Weisselberg and Trump Organization seek to dismiss tax evasion case | Your money


NEW YORK (AP) — Lawyers for Donald Trump’s longtime finance chief Allen Weisselberg are asking a judge to dismiss tax evasion charges against him, arguing that New York prosecutors targeted him as punishment because that he would not turn against the former president.

In court documents filed Tuesday, Weisselberg’s lawyer said the Trump Organization’s chief financial officer was “collateral damage” in a “singular crusade” by Democratic prosecutors to get him implicated and help put the former president Republican behind bars.

“Sir. Weisselberg’s unequal and unfair treatment is a consequence of his closeness to Donald J. Trump and his rejection of (the prosecutors’) request to cooperate with (their) investigation of Mr. Trump and his businesses,” wrote Weisselberg lawyers.

Weisselberg was arrested last July for collecting more than $1.7 million in informal compensation, including apartment rent, car payment and college tuition. Trump’s company is also charged in the case, which prosecutors have described as a “vast and audacious” tax evasion scheme.

Weisselberg and the Trump Organization have pleaded not guilty. Lawyers for the company also called on Tuesday for the charges against the company to be dismissed.

Weisselberg, 74, is the only Trump leader charged in the years-long criminal investigation opened by former Manhattan District Attorney Cyrus Vance Jr. and now overseen by his successor, Alvin Bragg. Several other Trump executives have been granted immunity to testify before a grand jury in the case.

A message seeking comment was left at the Manhattan District Attorney’s Office on Wednesday. Prosecutors are expected to respond to Weisselberg’s motion to dismiss in a court filing in the coming weeks.

Judge Juan Manuel Merchan gave both sides until the spring to file motions and responses and said he would rule on them at a hearing in July, the next time Weisselberg is due in court. . Merchan said he would likely schedule a trial for late August or early September.

Weisselberg’s attorneys, including Mary Mulligan, Bryan Skarlatos and Rita Glavin, have also asked Merchan to consider dismissing part of the indictment and redacting statements made while in custody on July 1, if the judge does not agree to dismiss the case entirely. Glavin also represents former New York Governor Andrew Cuomo.

Lawyers for Weisselberg argued that some of the charges against him were outside the statute of limitations or otherwise legally flawed. They said Weisselberg’s statements to investigators during the eight hours he spent in police custody after his arrest should not be admissible because they were taken in violation of his rights.

Investigators at DA’s office engaged in conversations with Weisselberg that were “laser-focused on matters relevant to the indictment,” even though they knew Weisselberg was represented by an attorney who was not present at the court. the time, the lawyers wrote. The conversations constituted interrogation and violated Weisselberg’s Fifth Amendment right against self-incrimination, they said.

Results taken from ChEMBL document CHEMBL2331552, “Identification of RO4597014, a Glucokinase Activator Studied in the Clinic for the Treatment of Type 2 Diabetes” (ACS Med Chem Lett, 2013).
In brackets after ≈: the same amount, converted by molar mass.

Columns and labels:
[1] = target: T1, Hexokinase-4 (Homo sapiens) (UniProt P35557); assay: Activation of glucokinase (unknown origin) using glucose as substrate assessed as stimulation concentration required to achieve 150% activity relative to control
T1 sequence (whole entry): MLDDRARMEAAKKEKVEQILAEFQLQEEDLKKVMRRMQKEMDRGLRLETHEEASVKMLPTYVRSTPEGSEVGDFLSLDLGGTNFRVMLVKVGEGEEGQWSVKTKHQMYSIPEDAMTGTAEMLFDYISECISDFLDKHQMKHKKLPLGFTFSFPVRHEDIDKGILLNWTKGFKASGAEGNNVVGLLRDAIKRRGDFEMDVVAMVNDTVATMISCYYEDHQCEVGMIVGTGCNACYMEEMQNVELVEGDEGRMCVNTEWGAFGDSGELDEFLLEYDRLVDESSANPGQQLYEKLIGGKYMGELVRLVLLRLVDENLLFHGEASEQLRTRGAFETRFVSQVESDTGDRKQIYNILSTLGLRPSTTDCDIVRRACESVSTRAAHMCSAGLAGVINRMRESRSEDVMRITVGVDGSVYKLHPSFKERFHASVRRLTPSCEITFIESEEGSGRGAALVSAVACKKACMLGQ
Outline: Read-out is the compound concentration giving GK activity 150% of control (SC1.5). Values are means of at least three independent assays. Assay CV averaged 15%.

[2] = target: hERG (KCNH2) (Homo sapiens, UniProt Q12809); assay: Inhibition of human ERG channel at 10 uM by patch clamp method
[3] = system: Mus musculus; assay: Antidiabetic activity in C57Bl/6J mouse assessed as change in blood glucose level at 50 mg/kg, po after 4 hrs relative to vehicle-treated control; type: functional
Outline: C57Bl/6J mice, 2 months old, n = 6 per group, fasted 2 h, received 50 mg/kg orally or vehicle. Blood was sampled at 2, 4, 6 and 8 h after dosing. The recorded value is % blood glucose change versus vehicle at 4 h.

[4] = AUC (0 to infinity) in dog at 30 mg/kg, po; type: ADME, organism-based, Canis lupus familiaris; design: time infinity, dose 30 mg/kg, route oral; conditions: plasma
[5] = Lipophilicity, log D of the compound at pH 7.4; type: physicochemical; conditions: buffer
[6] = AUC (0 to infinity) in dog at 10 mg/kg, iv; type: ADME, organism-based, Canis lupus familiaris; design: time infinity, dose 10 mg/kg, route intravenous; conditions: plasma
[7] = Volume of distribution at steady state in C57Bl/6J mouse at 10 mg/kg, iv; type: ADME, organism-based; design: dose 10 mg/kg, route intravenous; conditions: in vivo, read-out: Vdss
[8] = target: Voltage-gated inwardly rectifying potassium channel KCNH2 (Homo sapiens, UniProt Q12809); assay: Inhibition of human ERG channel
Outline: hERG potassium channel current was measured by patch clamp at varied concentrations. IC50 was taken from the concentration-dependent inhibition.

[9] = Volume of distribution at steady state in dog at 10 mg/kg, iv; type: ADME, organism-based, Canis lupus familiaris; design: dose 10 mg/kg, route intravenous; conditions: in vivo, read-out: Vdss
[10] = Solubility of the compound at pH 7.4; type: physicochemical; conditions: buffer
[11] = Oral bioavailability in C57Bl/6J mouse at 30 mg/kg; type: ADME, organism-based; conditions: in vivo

Trump has not been charged with any wrongdoing, but prosecutors noted that he signed some of the checks at the center of the Weisselberg case, which they say stemmed from a 15-year plan “orchestrated by the top executives” of the Trump Organization.

Last week, a judge ruled that Trump and his two eldest children, Ivanka and Donald Trump Jr., must answer questions under oath in a parallel civil investigation into his business practices led by the New York Attorney General, Letitia James.

James, a Democrat, said her investigation uncovered evidence that Trump’s company, the Trump Organization, used “fraudulent or misleading” valuations of assets such as golf courses and skyscrapers to obtain loans and tax benefits. Trump’s longtime accounting firm recently dumped him after warning him not to trust years of financial statements he had prepared based on his company’s valuations, given questions about their accuracy. .

Although James’ civil investigation is separate from the criminal investigation, his office has been involved in both, sending several attorneys to work side-by-side with prosecutors from the Manhattan District Attorney’s Office. It was evidence uncovered in James’ civil investigation that led to criminal charges against Weisselberg.

In a statement last week, Trump said he believed Weisselberg was innocent and that the charges against the man he described as “a longtime and wonderful 74-year-old employee” were overblown.

The accusation “is that he did not pay taxes on a company car or a company apartment (Do others pay such a tax? Did Cy Vance pay a tax on his car?), and a charge related to the fact that I paid for the education of his grandchildren, “Trump said. “Murderers all over town and they fear that I help in the education of young children?”

In a separate ruling, a judge last week ordered Weisselberg to sit for limited deposition in Washington, D.C., the lawsuit of Attorney General Karl Racine accusing Trump’s inaugural committee of overspending at Trump’s Pennsylvania Avenue hotel. to enrich the Trump family.


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